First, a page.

Charlie: We are in a neighborhood called “Los Remedios” which our taxi driver said was very nice, safe and interesting but not too expensive. It has a great feel. Block after block of 5-8 story apartment buildings but the ground floor is always businesses. Cafe/bars on every block. Our supermarket to 100 feet away. Lots of people on the streets (except on national holidays). No tourists because there are no tourist attractions. It is exactly what we were looking for.
The supermarket is very nice. In general things are kind of like they were in the US 30-50 years ago. Lots of employees in the markets. A meat person, a cheese person, a fruit person. We got 250 grams of cheese from from a big wheel and the cheese clerk cut off the waxy edges and sliced it. The bread and butter were great. They still have peaches and they were as good as we have ever had. There is a fruit and vegetable stand on the way to the supermarket (that is about 50 feet away from our door) with lovely stuff.
Everyone has been very friendly. Wynette has been talking in Spanish and when she asks a question in slow, careful Spanish everyone is confident of her ability to understand a rapid-fire Spanish reply. Sometimes she gets most of it.
We had a little rough spot getting phones, see the next post.
We walked around a lot today. We found the main shopping street nearby, pedestrians only. We got a roast chicken for dinner at a shop on the street and some empanadas and soups (beet and zucchini). All quite good.
Charlie (plus above photo posted by Wynette): We took the fast AVE train from Madrid to Sevilla. It averaged about 200 kph, got as high as 250 kpm (150 mph). Looking out it didn’t seem that fast. It was very smooth at that speed. Quite a whoosh when you passed the train going the other way, they have 20 or more each way every day.
Sevilla train station had a taxi line line of about 150 people. Not as slow as you would suspect since 2-4 people get into each taxi. Our taxi driver said it was because of the holiday. She was very nice and told us places to go and places to eat. Wynette did pretty well conversing with her.
Our AirBnB host was waiting outside when we arrived. The apartment (see previous post) was exactly as expected and as shown in the pictures. Of course, they always show up bigger in the photos. But it is a good size and we are very happy with it. It is fun looking around and seeing what is there. Yes, we found the hand blender. The ironing board was hidden behind a chest.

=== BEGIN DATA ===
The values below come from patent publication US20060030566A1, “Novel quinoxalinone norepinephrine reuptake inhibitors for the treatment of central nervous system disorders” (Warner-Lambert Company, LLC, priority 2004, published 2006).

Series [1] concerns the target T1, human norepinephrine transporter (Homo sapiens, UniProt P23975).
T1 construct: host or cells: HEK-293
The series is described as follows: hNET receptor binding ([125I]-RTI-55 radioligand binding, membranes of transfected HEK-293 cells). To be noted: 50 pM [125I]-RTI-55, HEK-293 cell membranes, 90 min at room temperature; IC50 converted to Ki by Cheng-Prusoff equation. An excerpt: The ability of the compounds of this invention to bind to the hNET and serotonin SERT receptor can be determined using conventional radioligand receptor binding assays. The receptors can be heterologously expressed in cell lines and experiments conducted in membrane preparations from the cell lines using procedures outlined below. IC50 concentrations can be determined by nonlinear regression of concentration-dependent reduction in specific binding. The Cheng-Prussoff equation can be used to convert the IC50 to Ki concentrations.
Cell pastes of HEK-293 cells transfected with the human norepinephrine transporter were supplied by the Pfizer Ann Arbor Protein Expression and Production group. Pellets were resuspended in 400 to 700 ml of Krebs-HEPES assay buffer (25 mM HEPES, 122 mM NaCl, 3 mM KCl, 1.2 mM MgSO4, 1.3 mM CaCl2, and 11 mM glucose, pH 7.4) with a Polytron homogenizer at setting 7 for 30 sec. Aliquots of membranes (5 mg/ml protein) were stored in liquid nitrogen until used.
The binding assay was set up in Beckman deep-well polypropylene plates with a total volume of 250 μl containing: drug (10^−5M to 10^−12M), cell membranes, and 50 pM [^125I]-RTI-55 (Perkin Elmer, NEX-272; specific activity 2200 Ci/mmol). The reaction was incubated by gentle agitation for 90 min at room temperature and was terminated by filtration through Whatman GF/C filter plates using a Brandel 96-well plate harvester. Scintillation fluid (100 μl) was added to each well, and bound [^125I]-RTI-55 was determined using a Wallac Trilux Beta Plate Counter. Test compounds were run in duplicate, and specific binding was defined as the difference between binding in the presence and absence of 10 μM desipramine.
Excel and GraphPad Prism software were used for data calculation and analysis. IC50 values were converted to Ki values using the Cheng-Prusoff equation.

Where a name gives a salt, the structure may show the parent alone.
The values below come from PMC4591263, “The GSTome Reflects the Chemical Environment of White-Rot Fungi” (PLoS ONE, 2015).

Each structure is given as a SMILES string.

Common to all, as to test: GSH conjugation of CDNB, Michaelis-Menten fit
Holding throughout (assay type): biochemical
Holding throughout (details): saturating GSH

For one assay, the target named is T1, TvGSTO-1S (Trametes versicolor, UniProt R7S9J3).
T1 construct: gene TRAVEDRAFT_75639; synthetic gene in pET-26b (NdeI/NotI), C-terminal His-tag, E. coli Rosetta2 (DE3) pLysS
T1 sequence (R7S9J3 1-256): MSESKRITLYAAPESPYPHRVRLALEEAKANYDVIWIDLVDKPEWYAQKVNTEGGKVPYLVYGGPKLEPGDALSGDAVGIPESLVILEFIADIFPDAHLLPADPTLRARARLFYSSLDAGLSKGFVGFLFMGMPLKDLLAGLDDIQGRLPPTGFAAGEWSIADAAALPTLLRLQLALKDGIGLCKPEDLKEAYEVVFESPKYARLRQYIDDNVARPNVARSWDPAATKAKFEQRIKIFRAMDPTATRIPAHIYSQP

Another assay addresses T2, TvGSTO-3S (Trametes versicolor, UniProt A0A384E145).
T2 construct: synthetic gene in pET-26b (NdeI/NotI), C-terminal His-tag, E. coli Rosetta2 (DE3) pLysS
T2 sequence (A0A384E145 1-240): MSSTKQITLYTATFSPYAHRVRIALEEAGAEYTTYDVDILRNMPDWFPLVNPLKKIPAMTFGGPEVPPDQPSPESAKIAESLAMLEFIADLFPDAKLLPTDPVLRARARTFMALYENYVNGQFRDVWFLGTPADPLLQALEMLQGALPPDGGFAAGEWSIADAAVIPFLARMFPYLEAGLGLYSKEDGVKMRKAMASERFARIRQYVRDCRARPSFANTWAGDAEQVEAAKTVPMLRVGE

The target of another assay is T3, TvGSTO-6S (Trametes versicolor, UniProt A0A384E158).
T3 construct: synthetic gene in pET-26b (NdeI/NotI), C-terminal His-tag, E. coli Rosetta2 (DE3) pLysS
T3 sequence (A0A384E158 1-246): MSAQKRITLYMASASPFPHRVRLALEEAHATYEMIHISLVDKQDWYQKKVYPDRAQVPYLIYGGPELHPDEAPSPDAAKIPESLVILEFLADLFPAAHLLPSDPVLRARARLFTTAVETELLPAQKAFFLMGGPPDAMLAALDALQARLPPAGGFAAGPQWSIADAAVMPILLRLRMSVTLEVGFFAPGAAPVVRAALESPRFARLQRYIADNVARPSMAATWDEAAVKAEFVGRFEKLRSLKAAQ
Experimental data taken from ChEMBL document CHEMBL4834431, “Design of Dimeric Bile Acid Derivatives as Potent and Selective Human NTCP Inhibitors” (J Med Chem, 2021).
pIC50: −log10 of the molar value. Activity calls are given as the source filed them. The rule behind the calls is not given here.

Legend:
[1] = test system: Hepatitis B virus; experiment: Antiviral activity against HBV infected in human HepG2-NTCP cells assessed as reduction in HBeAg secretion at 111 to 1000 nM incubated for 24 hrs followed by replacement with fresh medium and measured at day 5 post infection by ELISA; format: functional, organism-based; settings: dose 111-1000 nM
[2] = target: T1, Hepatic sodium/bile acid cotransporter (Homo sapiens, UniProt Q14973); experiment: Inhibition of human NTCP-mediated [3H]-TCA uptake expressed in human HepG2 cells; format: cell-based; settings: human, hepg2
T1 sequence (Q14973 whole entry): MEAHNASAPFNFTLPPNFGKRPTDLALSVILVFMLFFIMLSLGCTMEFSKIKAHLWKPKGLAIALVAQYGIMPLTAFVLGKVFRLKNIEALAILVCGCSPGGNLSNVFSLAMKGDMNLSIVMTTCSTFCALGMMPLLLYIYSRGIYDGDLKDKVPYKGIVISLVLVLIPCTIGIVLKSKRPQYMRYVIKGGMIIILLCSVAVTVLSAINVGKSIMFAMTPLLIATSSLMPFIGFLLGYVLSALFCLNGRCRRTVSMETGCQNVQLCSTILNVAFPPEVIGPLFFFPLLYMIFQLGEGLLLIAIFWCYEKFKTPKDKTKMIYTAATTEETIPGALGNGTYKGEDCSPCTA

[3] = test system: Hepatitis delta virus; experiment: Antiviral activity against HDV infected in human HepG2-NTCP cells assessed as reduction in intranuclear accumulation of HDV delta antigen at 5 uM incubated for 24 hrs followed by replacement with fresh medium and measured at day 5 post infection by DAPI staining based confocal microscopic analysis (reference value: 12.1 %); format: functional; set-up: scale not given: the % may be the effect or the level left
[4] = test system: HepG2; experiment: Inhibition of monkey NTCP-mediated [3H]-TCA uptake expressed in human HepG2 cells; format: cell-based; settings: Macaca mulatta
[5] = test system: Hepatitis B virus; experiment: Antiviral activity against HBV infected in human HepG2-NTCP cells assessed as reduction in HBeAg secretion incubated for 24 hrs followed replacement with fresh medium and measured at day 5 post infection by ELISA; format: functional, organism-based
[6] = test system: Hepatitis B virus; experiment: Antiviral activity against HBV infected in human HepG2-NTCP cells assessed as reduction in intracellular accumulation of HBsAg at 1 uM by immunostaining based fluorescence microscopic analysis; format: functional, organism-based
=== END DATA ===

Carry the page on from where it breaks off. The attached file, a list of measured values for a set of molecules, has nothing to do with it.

Couldn’t get phone SIMs or groceries because of the national holiday on Monday, October 12. (Hispanic Day — the day Christopher Columbus set foot in the Americas.) Express store was open, we made an omelette.
We each got 1/2 to 2 hours of sleep on the plane, it is hard to tell. After that much sleep in about 30 hours we went to bed. We each woke from 12-2 am Spain time but got back to sleep and slept until 8. Hopefully tonight will be close to normal.
Charlie: We got a good flight this time, only 2.5 hours layover in Dallas, pretty good legroom on AA, we had maybe 4 inches clearance between knees and seat back, about 22 hours from our door in Albuquerque to our door in Sevilla.
DFW has a yoga studio, actually just a carpeted area off the transition from D to B with a screen in front of it. No one there. DFW-D has two walk-through art works. DFW terminal D has a walking course with signs of art by locals and how many steps to the next sign, each way. I walked over an hour of our layover.
Three years ago we flew into Madrid and there was a national general strike. By luck we got from the airport to the train station. Normally busy Atocha train station was empty. Strange.
This year we arrived on a national holiday of some sort, a bank holiday. But most things were running normally. Grocery store in Sevilla was closed during the usual 5:30 pm to 9 pm open hours.
Charlie: We will be staying in an apartment in Sevilla for five weeks. It is an AirBnB rental. You can see the listing here.
It is not as quaint as some places we looked at but we went for comfort and a more modern place. The “Old City” is across the river, about a mile away.
The address is Calle Fernando IV, 28, Seville, Spain. You can look it up on google maps and see the street view. If you do you will see the entrance looks like this:
Not the Bar El Rocio, the black steel gate to the left is the entrance. We are on what they call the second floor there although we would say the third floor, two flights up (there is an elevator). If you look up you can see our apartment:
Four windows wide with the shades closed. A thin balcony but not enough room for a chair. If you look to the west you can see it is a neighborhood of apartment buildings all about the same:
At the end of the street (1/5 mile away) is the Parque de los Principes (25 acres). If you look to the east:
you see we have one of the Spanish “Chinese stores” on our corner. They have a little of everything. And down at the end of the street (1/3 mile) is the Canal de Alfonso XIII, fed by the Rio Guadalquivir. It goes through the city and has a walking path along it. If you turn left at this corner and go about 100 feet you get to our local supermercado:
I’m creating a blog but I’m not sure exactly what will be in it. We’ll see. Here is a photo of the Plaza de España in Sevilla taken from an article in The Telegraph. We’ll add our own pictures as we go along.